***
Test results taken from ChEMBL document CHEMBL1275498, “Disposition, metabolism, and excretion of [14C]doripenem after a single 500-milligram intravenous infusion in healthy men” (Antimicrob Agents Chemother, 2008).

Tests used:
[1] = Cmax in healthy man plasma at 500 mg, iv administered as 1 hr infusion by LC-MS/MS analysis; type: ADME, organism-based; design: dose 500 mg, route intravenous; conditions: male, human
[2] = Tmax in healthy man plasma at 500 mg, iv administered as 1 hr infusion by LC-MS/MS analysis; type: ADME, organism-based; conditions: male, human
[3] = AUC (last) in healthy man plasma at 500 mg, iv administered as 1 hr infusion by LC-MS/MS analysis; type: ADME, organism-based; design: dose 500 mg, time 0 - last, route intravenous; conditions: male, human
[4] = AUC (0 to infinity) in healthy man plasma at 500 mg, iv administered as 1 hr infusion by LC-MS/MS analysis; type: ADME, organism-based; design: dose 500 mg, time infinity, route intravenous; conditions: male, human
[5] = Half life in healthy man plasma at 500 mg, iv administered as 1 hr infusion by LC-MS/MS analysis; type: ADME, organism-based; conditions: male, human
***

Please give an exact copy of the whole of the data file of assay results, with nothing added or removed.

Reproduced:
Test results taken from ChEMBL document CHEMBL1275498, “Disposition, metabolism, and excretion of [14C]doripenem after a single 500-milligram intravenous infusion in healthy men” (Antimicrob Agents Chemother, 2008).

Tests used:
[1] = Cmax in healthy man plasma at 500 mg, iv administered as 1 hr infusion by LC-MS/MS analysis; type: ADME, organism-based; design: dose 500 mg, route intravenous; conditions: male, human
[2] = Tmax in healthy man plasma at 500 mg, iv administered as 1 hr infusion by LC-MS/MS analysis; type: ADME, organism-based; conditions: male, human
[3] = AUC (last) in healthy man plasma at 500 mg, iv administered as 1 hr infusion by LC-MS/MS analysis; type: ADME, organism-based; design: dose 500 mg, time 0 - last, route intravenous; conditions: male, human
[4] = AUC (0 to infinity) in healthy man plasma at 500 mg, iv administered as 1 hr infusion by LC-MS/MS analysis; type: ADME, organism-based; design: dose 500 mg, time infinity, route intravenous; conditions: male, human
[5] = Half life in healthy man plasma at 500 mg, iv administered as 1 hr infusion by LC-MS/MS analysis; type: ADME, organism-based; conditions: male, human